A full grid of 35 Toyota 86 racing cars are ready to greet the starter at the first round of the 2016 Toyota 86 Racing Series, running at this weekend’s V8 Supercars Championship round at Winton raceway in Victoria.
Entries for the new single-make category have been well received, with contenders ranging from a solid pack of teenage young guns with their sights set on top-flight motorsport success, to more mature racers keen to demonstrate how experience and cunning might win out over raw enthusiasm.
Eight of the 35 entrants are 18 or under, while New South Wales heads the list with 16 entrants, followed by Queensland (eight), Victoria (six), South Australia (two), Tasmania (two), and the ACT (one).
To assist competitors on and off track Toyota is also adding selected professional racers to the starting line-up, with different drivers brought in throughout the season.
For Winton, the field will be boosted to 38 with the addition of V8 Supercars Hall of Fame inductee Glenn Seton, seasoned V8 Supercar ace Steven Johnson and versatile and highly credentialed racer Leanne Tander.
These pro drivers are not eligible for prizemoney; their primary role being to mentor regular competitors by sharing tips on everything from race-craft and driving technique to engineering set-up and team structure.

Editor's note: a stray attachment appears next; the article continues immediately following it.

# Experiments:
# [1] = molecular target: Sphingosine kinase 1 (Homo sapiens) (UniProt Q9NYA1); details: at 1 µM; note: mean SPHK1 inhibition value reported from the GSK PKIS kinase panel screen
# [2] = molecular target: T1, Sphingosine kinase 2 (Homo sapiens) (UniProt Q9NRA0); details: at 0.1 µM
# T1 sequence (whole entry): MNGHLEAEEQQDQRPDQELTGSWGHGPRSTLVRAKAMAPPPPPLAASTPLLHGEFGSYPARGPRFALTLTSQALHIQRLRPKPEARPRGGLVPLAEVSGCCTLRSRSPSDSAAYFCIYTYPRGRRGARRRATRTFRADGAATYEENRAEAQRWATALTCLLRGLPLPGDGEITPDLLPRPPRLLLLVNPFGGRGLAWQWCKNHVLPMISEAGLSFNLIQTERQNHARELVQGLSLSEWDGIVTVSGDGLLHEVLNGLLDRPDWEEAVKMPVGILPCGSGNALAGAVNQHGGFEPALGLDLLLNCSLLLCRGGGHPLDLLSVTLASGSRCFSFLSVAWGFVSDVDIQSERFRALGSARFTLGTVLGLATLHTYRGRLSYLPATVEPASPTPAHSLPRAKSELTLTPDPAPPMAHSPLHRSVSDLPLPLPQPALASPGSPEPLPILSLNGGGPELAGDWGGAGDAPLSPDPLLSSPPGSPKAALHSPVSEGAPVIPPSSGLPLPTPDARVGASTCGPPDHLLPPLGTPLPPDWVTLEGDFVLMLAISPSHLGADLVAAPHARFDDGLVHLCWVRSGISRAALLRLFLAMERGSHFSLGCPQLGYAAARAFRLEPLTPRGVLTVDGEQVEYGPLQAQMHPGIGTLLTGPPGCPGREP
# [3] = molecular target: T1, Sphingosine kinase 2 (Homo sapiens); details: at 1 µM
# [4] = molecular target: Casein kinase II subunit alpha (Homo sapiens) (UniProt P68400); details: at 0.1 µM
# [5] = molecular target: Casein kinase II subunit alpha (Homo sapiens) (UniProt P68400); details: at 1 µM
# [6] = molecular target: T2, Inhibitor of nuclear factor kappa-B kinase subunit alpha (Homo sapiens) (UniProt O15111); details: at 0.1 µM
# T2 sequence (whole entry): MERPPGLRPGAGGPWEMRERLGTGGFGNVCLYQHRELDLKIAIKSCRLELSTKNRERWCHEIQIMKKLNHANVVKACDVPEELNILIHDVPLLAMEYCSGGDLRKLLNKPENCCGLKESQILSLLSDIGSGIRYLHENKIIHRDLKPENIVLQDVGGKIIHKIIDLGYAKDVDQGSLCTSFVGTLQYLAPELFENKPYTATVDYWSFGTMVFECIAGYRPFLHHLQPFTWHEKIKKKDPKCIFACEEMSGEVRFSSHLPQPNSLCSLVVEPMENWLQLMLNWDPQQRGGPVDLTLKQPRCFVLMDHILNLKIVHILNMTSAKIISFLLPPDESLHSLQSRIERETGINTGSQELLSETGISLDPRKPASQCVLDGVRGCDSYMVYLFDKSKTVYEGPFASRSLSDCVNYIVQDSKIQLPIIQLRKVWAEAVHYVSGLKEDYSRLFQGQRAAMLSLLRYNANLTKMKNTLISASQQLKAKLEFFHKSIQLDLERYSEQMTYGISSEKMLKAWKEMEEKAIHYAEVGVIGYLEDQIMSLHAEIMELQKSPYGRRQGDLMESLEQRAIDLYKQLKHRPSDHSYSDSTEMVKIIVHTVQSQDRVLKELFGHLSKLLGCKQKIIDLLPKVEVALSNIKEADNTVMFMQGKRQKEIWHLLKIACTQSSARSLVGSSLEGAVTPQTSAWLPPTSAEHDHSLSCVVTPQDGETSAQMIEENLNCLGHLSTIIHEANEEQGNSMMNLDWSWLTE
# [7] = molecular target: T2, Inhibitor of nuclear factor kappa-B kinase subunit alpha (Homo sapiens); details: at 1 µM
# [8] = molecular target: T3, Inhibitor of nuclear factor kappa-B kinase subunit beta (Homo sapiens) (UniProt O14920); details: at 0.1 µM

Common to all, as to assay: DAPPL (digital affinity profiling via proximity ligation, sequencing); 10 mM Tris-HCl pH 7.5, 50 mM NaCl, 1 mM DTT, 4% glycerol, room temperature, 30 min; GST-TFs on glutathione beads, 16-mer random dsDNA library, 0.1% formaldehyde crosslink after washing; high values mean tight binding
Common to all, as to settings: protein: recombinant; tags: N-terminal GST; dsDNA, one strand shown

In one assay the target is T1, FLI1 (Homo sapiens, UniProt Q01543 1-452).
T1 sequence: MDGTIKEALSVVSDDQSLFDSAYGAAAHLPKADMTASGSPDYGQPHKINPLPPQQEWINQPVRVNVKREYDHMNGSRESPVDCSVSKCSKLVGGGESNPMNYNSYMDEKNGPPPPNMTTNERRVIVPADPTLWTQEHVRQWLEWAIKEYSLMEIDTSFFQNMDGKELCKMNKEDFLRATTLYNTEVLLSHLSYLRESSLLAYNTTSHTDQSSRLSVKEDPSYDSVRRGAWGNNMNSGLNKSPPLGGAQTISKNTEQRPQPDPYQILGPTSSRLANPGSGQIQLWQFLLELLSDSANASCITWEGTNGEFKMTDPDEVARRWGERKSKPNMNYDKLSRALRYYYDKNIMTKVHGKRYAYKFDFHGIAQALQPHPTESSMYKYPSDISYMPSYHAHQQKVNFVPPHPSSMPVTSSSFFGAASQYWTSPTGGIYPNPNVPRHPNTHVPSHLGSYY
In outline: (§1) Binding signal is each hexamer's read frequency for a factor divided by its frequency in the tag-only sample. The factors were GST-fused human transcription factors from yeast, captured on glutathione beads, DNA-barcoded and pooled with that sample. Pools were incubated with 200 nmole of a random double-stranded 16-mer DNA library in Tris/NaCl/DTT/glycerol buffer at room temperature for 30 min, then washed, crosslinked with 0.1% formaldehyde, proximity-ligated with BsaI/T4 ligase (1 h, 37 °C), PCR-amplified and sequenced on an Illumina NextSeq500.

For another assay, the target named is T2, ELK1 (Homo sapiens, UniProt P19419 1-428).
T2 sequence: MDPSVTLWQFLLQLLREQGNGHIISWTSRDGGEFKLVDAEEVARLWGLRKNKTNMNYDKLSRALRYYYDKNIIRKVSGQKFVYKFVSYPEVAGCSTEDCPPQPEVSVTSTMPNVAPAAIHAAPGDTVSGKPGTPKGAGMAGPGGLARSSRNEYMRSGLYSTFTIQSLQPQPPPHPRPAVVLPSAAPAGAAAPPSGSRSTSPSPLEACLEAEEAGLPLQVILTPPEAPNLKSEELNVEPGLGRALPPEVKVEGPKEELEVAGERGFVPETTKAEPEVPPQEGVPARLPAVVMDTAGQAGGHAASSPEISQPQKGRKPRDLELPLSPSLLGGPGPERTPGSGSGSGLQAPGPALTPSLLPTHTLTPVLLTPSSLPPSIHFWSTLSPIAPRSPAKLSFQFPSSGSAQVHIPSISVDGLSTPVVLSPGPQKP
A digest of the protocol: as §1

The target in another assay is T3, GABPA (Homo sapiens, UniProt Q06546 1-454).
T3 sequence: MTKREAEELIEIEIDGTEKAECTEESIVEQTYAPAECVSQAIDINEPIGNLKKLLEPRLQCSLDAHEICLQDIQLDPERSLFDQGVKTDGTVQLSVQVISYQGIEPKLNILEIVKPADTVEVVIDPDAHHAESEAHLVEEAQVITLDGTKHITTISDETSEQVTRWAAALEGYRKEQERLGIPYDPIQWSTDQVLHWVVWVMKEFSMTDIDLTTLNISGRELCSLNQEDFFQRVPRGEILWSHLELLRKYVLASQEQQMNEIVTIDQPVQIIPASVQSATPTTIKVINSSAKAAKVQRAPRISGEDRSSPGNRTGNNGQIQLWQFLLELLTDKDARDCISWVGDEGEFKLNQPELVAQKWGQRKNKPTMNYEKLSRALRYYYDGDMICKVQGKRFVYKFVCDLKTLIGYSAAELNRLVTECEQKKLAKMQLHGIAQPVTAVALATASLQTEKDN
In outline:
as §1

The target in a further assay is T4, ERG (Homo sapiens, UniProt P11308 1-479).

Toyota executive director sales and marketing Tony Cramb says the aim of the Toyota 86 Racing Series is to create an affordable, grassroots motorsport category.
“The size and make-up of the field for Winton is exactly what we’ve been hoping for,” Mr Cramb said.
“It’s a mix of youth and experience, pushing the 86’s dynamic limits to the maximum and taking skills and motorsport careers to the next level. We can’t wait for the series rubber to hit the road,” he said.
Underpinned by a straightforward and budget-conscious technical spec, the Toyota 86 Racing Series provides the perfect platform for budding competitors to develop their abilities and step up to national level motorsport.
Read ForceGT’s Toyota 86 Review
The entry fee of $1,500 per round (including Bathurst) is the lowest for any mainstream national series, and a prize pool of $125,000 gives up-and-coming competitors a shot at snaring a career-boosting budget.
The series is managed by AirTime Autosport under the leadership of prominent motorsport identity Neil Crompton, and commercial support has been building steadily in the lead up to the opening event.
Commercial vehicle heavyweight Hino Motor Sales Australia has signed a multi-year partnership as Official Truck provider, with a Hino 700 Series prime-mover on hand to help transport category support equipment and pro cars to race rounds.
Toyota Genuine Motor Oil (TGMO), one of Australia’s largest and most successful genuine oil programs, has also confirmed its support of the Toyota 86 Racing Series in 2016.